“Yes, We Speak Cupcake” ran a headline in the New York Times this week. The accompanying article noted the growing popularity of cupcake shops across the Middle East, crediting Sugar Daddy's, a popular Amman cupcake shop, with bringing the miniature cakes to stardom in the region (the shop now has franchises in Dubai and Beirut as well) and starting the cupcake revolution.
The New York Times isn't the only outlet talking cupcakes lately. Bloggers in the Middle East and beyond have noticed the prevalence of the dessert as well. Frankom, a Kuwaiti blogger, writes of being asked to sample local cupcakes based on traditional desserts, listing a few [ar]:
Kunafa on a bed of pistacio cupcake
Baqlawa on a bed of walnut cupcake
Rahash with rahash filling cupcake
Halwa with halwa filling cupcake
Zalabya with saffron cupcake
Jordanian And Far Away, remarking on Frankom‘s post, expresses trepidation at the thought of a knafeh cupcake, saying:
Now that is creativity. I’m not sure I’ll order them if they were in Jordan, the idea of knafeh on a cupcake is a little offensive to my Nabelsi genes, but I can’t help but appreciate the idea.
Cupcake-themed blog Cupcakes Take the Cake offers a photo post on the various cupcake bakeries in Kuwait.
Moving to the United Arab Emirates, where cupcake shops have found a market. Cupcakes Take the Cake has written about a number of such shops. Regarding Sugar Daddy's in Dubai, the blogger shares an e-mail sent by the bakery's chef, describing one of the shop's special Ramadan cupcakes:
Blind Date: Tradition states that the Prophet Mohammad ate dates at the end of his fast, and the fruit is ever-present during the holiday. We have come up with a spice-filled date sponge that we frost with a swirl of cinnamon-flavored icing that has just a touch of coffee.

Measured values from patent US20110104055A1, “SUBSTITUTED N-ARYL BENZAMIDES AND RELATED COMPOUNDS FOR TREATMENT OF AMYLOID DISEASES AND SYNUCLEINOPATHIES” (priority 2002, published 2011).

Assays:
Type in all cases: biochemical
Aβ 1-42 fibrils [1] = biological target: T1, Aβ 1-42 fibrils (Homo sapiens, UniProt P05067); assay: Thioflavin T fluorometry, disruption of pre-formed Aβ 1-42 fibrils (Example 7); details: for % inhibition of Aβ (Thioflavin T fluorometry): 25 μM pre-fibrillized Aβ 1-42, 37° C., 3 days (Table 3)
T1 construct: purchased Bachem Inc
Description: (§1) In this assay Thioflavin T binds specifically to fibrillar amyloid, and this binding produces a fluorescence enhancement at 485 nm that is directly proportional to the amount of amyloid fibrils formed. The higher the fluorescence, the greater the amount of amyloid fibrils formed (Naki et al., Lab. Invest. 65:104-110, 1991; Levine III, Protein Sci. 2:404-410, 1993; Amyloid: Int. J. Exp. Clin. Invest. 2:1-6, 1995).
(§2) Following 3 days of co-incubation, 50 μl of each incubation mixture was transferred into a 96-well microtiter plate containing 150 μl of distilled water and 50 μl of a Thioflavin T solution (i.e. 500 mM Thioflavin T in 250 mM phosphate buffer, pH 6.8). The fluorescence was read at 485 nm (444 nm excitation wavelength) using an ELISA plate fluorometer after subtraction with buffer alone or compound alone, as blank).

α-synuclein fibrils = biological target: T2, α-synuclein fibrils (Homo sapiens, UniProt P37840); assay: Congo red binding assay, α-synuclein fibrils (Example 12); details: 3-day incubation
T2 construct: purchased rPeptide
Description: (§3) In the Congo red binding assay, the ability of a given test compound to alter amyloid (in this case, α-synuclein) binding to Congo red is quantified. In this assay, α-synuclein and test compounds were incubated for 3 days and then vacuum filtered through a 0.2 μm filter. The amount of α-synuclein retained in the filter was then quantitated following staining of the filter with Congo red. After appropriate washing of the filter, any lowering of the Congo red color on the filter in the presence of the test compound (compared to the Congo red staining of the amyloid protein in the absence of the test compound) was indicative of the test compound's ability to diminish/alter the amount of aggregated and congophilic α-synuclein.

Yet another Dubai resident, Mahryska, writes about her favorite cupcake shop, Kitsch:
went there the other day and got myself coffee and a cupcake that looked darn good. and yes, it was good!
3 hearts for kitsch cupcakes for opening their store! ♥ ♥ ♥
Another Dubai shop, The House of Cakes, has its own blog where it shared an incredible photograph of 500 cupcakes in the shape of the Emirates’ flag (see photo at left).
The final stop in our whirlwind tour of cupcakeries in the Middle East is Bahrain, where cupcake shops are using new media to get the word out. Cupcakes Bahrain blogs on the Blogger platform to share photos of their cupcakes and information about their store, while Clever Cupcakes has a presence on Twitter and Facebook, to share information about their product such as this:
We only serve clever cupcakes! A Cupcake that you can't forget..
Impress your guests and loved ones by ordering your clever cupcakes.
We'll conclude with these final words from Lebanese blogger Jad Aoun, who notes the New York Times‘ coverage of Arab and Israeli cupcake shops alike, and quips:
Maybe its time we all make peace over a round of strawberry cupcakes. We wouldn’t want to be serving hommous or falafel now would we?
Syrian cupcakes (and photo) by cococakes
What a funny post, Jillian. We don’t seem to have cupcakes or muffins in Israel– although they do sell the tins to bake them, so maybe a rising trend? One can only hope.
Betayavon, cupcake eaters.
Oh but Maya, you do! In Tel Aviv, there is a shop called, aptly, Cupcakes (http://cupcakes.co.il/).
Jillian, what a funny thing for you to know. I’ll keep that in mind.
Here’s a perspective from Israel as well: “Let them eat cupcakes!” by Isramom.
Well, I had wanted to include Israeli posts in this piece, but I didn’t find any (in time, anyway) that fit the theme!
we were the first cupcakes company in Israel.
Check out http://www.ilovecupcakes.co.il !!
Thanks for sharing, Danielle! Glad to know cupcakes are everywhere.
Amazing Cakeshop article
I am also having cake article in dubai
Cakes in dubai